Health equity is created when individuals have the opportunity to achieve their full health potential. Conversely, equity is undermined when preventable and avoidable systematic conditions constrain life choices.
Physicians see the impact of health inequities every day in their clinics and emergency departments, and are committed to pushing for action to address issues of health equity in Canada.
In 2013, the Canadian Medical Association hosted a series of town halls across Canada to ask the public about which determinants most affected their health and the health of their communities. The final report identified four main areas; including early childhood development.
Research shows that adult health is pre-determined in many ways in early childhood and even by events occurring before birth. The early years are the time when crucial developments in physical, social, cognitive, emotional and language domains take place. Disruptions during this period can influence how systems such as the cardiovascular are developed, influence behaviour- including later risk taking; and even change the ways that certain genes are expressed. Negative experiences such as poverty, parental violence, or a lack of parental support can alter a child’s health trajectory indefinitely. Even without these barriers; there can be problems in the early years; more than one quarter of Canadian children start kindergarten vulnerable in at least one area of development. These deficiencies if properly addressed can be completely eliminated or drastically reduced with evidence suggesting that fully two thirds of the deficiencies in readiness for school can be considered preventable.
In recognition of this critical time, the CMA undertook a policy development process to identify the areas in which physicians and other stakeholders can be involved in supporting healthy early childhood development. While there is a need to take action at the government level; i.e. a national early childhood development strategy; support for parents; and poverty reduction strategies, there is also a role for physicians both through medical education and clinical intervention.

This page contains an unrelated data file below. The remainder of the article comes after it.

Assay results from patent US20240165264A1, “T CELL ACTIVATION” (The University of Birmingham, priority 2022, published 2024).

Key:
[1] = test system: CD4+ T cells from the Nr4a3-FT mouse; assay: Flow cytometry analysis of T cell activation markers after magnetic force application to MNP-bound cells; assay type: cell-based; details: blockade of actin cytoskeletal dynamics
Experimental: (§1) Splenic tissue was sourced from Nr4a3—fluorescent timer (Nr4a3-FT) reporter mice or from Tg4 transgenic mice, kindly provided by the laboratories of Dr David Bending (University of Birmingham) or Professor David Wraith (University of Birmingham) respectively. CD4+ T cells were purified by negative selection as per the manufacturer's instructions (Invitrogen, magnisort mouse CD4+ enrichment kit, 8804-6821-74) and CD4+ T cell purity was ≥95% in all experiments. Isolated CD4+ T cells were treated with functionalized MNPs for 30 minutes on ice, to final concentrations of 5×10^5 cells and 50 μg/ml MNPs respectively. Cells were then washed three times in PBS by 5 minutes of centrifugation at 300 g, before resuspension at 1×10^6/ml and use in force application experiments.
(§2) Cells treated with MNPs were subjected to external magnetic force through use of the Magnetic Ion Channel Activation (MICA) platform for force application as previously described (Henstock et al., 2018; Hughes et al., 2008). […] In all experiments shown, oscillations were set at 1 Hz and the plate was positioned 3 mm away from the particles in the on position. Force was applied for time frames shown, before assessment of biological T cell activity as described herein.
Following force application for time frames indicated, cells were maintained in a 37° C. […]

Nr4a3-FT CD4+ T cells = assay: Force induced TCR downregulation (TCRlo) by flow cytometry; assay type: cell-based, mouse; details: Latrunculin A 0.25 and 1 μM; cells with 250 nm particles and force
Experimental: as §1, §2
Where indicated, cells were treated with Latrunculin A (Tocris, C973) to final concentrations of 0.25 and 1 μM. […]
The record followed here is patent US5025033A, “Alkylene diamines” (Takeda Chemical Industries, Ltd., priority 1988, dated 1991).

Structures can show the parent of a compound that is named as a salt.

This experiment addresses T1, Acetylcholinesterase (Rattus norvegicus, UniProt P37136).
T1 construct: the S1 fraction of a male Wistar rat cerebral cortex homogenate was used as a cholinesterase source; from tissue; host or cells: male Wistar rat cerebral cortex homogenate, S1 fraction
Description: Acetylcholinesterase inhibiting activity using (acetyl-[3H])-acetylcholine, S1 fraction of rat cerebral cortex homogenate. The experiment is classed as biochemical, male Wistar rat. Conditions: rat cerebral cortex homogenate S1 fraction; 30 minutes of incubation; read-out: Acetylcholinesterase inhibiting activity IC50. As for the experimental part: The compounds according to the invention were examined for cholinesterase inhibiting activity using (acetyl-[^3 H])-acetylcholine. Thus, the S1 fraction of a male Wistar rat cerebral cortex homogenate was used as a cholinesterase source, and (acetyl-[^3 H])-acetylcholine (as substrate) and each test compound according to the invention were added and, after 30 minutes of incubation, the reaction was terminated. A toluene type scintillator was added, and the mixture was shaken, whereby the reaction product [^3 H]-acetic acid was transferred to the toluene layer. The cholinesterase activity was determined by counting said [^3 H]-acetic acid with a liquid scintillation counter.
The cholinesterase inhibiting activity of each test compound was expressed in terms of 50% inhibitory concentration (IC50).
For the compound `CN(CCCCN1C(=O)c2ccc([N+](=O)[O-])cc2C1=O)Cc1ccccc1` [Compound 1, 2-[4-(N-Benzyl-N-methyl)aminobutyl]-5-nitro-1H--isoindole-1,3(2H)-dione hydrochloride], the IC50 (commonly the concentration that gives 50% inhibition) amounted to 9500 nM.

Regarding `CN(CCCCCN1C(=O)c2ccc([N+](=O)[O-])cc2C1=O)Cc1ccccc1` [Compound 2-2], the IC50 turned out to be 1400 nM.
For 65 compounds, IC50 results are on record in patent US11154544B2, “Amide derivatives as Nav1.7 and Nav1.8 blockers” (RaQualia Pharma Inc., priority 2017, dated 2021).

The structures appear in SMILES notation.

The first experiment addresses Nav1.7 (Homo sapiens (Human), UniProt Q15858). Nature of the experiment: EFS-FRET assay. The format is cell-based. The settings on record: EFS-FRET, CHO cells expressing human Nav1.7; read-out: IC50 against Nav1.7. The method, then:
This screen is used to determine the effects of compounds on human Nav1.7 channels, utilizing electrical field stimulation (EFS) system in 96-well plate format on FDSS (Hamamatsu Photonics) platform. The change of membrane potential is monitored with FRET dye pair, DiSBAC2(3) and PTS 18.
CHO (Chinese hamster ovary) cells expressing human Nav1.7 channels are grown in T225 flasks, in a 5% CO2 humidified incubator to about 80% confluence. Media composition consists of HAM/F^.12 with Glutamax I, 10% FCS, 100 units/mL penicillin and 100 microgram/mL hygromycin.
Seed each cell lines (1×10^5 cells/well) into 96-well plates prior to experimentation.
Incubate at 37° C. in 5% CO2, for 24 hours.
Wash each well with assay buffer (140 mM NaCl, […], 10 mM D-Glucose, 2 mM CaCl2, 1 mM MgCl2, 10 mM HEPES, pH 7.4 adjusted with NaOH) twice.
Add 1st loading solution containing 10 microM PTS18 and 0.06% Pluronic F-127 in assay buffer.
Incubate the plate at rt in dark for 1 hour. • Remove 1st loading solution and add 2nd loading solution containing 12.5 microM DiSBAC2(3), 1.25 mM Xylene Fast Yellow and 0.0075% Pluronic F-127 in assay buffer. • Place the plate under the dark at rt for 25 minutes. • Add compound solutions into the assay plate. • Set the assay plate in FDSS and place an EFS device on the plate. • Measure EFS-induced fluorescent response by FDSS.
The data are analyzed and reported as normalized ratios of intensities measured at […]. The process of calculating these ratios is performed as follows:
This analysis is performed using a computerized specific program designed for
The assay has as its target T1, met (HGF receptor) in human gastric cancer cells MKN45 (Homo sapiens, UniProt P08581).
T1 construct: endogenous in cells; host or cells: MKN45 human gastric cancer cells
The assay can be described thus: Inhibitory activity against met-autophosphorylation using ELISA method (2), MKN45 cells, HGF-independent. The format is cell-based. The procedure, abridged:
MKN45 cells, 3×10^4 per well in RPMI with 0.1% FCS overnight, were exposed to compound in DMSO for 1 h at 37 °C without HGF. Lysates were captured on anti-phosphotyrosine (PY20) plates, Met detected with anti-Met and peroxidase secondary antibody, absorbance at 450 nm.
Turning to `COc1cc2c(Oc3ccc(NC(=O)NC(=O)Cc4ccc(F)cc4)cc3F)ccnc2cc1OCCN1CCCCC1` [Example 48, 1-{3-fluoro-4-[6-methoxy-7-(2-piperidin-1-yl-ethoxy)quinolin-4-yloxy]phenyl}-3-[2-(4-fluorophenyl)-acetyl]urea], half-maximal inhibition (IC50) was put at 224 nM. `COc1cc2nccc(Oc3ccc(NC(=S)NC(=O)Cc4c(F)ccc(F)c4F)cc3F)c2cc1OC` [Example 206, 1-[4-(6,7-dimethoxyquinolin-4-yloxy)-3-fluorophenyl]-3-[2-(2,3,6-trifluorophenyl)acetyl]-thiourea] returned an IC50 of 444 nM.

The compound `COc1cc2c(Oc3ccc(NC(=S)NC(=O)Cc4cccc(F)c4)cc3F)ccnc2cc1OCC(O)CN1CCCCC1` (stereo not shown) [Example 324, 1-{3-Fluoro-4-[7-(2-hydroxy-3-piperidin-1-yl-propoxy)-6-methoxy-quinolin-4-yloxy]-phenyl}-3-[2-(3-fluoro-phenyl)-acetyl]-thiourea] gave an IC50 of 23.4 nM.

The medical community needs to focus more attention on the roots of adult diseases and disabilities and focus prevention efforts on disrupting or minimizing these early links to later poor health outcomes. The science of early brain development and biology is rapidly evolving and there is a need for current and future physicians to have the information they require to address these needs in their patient populations. To support this end, CMA has partnered with the Canadian Paediatric Society to develop an online CME for physicians that will outline some of the science as well as practical clinical interventions. This will be released later in 2015.
While many of the threats to early childhood development lie outside of the hospital or medical clinic, there are a number of ways that physicians can help to address this important determinant of health within their practices. Physicians are in a unique role as they are the health professional most likely to have contact with children in their earliest years. Data from the Institute for Clinical Evaluative Sciences, suggests that 97% of Ontario children aged zero to two are seen by a family physician. Through this contact they can screen for early signs of developmental issues; coach parents; and link parents and children with resources that are available in the community. One program that integrates all of these components is the 18-Month Well-baby visit in Ontario. Physicians use a standardized set of tools to identify potential issues and then meet with parents to discuss any possible interventions.
Another area where physicians can support early childhood development is by encouraging early literacy. Studies have demonstrated that when physicians discuss literacy with parents and provide them with appropriate resources, such as developmentally appropriate children’s books, increases in reading frequency and preschool language scores have been found.
The early years provide an excellent opportunity to address population health in Canada. Canadian physicians have a role to play in identifying children at risk, supporting their parents to encourage healthy childhood development, and advocating for communities that ensure all Canadian children have the opportunity to grow up happy and healthy.
By Christopher S. Simpson MD,FRCPC, FACC, FHRS, President of the Canadian Medical Association.
July 23, 2015
Christopher S. Simpson
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